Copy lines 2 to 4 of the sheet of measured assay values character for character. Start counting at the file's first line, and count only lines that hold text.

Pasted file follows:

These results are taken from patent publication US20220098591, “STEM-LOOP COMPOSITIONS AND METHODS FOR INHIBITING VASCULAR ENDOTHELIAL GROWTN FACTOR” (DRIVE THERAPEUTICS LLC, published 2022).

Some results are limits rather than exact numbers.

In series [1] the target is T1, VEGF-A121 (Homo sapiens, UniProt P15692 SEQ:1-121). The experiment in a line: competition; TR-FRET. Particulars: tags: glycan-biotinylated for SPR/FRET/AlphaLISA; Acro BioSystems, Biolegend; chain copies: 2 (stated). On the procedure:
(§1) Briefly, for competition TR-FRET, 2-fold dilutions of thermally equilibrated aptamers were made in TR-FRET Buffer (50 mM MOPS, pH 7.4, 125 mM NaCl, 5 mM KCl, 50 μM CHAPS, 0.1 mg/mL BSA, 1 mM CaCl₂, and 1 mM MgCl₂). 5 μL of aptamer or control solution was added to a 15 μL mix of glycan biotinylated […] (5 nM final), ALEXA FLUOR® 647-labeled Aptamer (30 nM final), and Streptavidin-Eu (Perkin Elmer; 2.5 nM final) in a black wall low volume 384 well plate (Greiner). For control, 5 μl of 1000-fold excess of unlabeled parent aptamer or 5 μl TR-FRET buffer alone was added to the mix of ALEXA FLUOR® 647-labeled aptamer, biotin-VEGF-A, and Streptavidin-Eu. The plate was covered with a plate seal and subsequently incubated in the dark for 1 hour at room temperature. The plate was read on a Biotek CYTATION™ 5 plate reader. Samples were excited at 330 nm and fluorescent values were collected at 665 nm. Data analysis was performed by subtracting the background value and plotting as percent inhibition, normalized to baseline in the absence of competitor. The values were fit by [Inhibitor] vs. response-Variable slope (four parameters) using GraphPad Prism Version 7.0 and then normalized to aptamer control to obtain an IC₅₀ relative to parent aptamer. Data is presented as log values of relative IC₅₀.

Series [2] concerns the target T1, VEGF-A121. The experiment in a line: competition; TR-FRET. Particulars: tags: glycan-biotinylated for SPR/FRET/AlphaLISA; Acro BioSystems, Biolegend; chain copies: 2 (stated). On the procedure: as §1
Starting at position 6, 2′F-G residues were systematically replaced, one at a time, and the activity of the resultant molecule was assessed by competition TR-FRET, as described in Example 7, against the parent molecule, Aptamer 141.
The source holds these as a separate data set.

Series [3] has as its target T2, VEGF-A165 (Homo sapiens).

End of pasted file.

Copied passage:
Some results are limits rather than exact numbers.

In series [1] the target is T1, VEGF-A121 (Homo sapiens, UniProt P15692 SEQ:1-121). The experiment in a line: competition; TR-FRET. Particulars: tags: glycan-biotinylated for SPR/FRET/AlphaLISA; Acro BioSystems, Biolegend; chain copies: 2 (stated). On the procedure:
(§1) Briefly, for competition TR-FRET, 2-fold dilutions of thermally equilibrated aptamers were made in TR-FRET Buffer (50 mM MOPS, pH 7.4, 125 mM NaCl, 5 mM KCl, 50 μM CHAPS, 0.1 mg/mL BSA, 1 mM CaCl₂, and 1 mM MgCl₂). 5 μL of aptamer or control solution was added to a 15 μL mix of glycan biotinylated […] (5 nM final), ALEXA FLUOR® 647-labeled Aptamer (30 nM final), and Streptavidin-Eu (Perkin Elmer; 2.5 nM final) in a black wall low volume 384 well plate (Greiner). For control, 5 μl of 1000-fold excess of unlabeled parent aptamer or 5 μl TR-FRET buffer alone was added to the mix of ALEXA FLUOR® 647-labeled aptamer, biotin-VEGF-A, and Streptavidin-Eu. The plate was covered with a plate seal and subsequently incubated in the dark for 1 hour at room temperature. The plate was read on a Biotek CYTATION™ 5 plate reader. Samples were excited at 330 nm and fluorescent values were collected at 665 nm. Data analysis was performed by subtracting the background value and plotting as percent inhibition, normalized to baseline in the absence of competitor. The values were fit by [Inhibitor] vs. response-Variable slope (four parameters) using GraphPad Prism Version 7.0 and then normalized to aptamer control to obtain an IC₅₀ relative to parent aptamer. Data is presented as log values of relative IC₅₀.